Budget bills on the move; oil tax hike heard in House Finance
JUNEAU — The major budget bills are moving in the Legislature and the state House may have the most controversial bill of the legislative session, a bill raising oil taxes, ready for floor action the week of March 27.
Last week the Senate passed its Permanent Fund restructuring bill, Senate Bill 26, which makes a major dent in the projected $2.8 billion deficit in fiscal year 2018, the budget year that begins July 1.
SB 26 also contains a statutory cap on spending. The bill is now in the House Finance Committee, which is also working on its own version of state fiscal restructuring in HB 115. HB 115 contains Permanent Fund restructuring as well as a personal income tax.
With lawmakers more than two-thirds of the way through their scheduled 90-day session, the pace of activity is picking up. Few expect the session to really end on the 90th day, or April 16, however.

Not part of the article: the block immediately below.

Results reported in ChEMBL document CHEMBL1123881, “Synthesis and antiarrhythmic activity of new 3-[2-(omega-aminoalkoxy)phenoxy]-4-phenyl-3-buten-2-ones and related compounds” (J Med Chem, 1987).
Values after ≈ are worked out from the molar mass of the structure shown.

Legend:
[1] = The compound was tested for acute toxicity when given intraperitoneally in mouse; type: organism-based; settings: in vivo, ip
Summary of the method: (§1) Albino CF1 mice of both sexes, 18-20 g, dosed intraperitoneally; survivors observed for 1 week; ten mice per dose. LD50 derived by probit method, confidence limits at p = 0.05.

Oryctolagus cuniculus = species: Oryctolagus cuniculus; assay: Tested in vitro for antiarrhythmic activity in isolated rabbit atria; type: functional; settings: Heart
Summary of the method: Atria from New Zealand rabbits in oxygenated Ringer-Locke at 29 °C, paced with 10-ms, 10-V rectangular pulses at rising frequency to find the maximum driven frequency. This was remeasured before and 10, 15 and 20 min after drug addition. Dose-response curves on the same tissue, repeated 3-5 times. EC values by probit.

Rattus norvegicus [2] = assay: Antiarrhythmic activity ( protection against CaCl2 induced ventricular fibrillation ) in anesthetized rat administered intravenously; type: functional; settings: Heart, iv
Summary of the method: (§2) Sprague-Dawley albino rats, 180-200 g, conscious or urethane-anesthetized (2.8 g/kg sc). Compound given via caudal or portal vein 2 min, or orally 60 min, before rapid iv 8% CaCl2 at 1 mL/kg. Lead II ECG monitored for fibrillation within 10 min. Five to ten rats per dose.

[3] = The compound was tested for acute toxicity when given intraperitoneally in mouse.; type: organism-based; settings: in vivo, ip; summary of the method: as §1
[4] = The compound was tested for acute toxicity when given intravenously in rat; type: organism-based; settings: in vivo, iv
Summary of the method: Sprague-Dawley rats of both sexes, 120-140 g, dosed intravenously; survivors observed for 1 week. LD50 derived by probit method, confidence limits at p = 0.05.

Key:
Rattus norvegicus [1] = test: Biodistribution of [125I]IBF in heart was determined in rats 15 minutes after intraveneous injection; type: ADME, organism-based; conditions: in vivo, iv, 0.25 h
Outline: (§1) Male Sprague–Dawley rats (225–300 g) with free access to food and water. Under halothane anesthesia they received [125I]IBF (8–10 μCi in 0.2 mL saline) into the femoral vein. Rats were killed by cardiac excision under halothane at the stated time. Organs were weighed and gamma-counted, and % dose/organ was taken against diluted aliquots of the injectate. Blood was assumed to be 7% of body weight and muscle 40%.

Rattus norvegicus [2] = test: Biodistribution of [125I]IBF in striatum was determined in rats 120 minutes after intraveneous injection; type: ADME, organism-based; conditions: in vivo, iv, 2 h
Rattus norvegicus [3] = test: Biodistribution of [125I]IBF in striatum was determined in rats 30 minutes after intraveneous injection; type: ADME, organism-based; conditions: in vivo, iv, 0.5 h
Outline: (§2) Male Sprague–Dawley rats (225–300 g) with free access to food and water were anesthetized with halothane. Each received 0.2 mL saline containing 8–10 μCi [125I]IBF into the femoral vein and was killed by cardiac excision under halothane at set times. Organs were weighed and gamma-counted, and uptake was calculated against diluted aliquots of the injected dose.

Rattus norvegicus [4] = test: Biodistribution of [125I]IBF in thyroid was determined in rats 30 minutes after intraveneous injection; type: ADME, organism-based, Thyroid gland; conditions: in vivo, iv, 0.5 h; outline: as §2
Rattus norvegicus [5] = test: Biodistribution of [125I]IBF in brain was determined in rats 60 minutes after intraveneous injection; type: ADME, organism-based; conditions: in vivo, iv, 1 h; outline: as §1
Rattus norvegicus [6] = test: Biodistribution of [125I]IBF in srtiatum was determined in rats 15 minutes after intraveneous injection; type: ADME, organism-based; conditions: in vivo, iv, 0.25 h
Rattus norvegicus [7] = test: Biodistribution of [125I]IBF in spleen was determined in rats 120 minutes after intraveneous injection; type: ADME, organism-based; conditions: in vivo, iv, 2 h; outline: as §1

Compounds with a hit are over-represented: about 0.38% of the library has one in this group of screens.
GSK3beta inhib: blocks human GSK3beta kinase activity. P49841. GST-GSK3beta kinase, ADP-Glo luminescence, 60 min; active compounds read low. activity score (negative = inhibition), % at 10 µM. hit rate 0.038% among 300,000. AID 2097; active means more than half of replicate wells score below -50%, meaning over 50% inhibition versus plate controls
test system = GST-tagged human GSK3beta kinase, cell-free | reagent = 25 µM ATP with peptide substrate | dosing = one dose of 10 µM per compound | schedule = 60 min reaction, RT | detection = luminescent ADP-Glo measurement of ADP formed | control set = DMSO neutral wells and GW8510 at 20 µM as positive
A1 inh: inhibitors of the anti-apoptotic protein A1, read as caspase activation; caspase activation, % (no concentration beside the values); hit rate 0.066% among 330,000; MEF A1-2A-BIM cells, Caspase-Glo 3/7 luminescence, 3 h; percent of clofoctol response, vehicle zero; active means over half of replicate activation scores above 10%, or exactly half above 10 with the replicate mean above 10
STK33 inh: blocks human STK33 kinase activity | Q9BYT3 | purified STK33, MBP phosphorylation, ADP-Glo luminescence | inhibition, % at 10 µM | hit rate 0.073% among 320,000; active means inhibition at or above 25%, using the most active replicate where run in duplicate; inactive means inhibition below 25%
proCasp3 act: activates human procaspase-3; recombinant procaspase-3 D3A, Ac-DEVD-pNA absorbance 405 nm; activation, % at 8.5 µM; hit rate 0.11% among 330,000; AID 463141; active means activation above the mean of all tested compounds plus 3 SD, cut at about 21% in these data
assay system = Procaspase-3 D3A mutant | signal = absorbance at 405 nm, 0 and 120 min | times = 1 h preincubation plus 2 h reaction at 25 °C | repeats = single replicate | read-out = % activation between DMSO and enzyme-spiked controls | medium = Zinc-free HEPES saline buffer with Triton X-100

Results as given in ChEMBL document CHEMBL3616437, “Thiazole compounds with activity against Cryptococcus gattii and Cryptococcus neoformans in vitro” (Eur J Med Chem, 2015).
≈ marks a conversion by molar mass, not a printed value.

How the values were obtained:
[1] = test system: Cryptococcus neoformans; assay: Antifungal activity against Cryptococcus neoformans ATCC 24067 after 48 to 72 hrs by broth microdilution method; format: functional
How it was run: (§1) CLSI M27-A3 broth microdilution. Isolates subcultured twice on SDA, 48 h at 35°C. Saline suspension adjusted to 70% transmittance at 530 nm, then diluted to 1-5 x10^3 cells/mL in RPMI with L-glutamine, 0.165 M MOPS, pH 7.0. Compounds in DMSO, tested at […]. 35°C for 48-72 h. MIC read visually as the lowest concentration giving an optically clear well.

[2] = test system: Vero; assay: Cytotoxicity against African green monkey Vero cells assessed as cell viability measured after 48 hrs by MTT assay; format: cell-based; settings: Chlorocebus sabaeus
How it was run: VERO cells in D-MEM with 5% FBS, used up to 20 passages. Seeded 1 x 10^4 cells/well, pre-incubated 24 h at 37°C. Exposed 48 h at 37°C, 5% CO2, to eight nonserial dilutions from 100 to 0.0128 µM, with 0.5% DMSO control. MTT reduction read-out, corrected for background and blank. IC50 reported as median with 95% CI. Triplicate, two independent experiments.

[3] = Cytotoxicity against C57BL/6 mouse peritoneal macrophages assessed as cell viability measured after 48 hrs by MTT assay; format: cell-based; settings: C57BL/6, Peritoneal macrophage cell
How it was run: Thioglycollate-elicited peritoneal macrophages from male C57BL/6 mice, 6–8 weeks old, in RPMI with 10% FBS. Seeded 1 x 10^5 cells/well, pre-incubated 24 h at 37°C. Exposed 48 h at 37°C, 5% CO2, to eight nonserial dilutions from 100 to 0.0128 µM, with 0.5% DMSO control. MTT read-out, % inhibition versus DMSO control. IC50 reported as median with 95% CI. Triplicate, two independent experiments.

Addressing the state fiscal gap is still the top priority for almost all legislators but there are sharp divisions on how to do it. Legislators generally agree on the restructuring of the Permanent Fund to allow some of its earnings to be used to support the state budget and many, but not all, agree to reductions of the annual Permanent Fund dividend that are incorporated in the most advanced Permanent Fund plans.
The Senate will sharply disagree with the House proposal for a personal income tax now in HB 115 and the House does not like the Senate’s spending cap formula that is in SB 26.
The oil tax bill, HB 111, will be a particular point of contention, although Senate leaders said March 20 that they are open to some changes in oil tax credits but not the increase in the tax rates now in the House bill.
Spending will be another major point of contention. The operating budget passed by the House, which finally arrived in the Senate after six agonizing days on the House floor, generally keeps spending at status quo.
The Senate is now finishing its version of the budget and while final approval is still pending, the Senate Finance Committee is sticking to its plan for a $300 million cut in expenditures of state undesignated general funds for fiscal year 2018.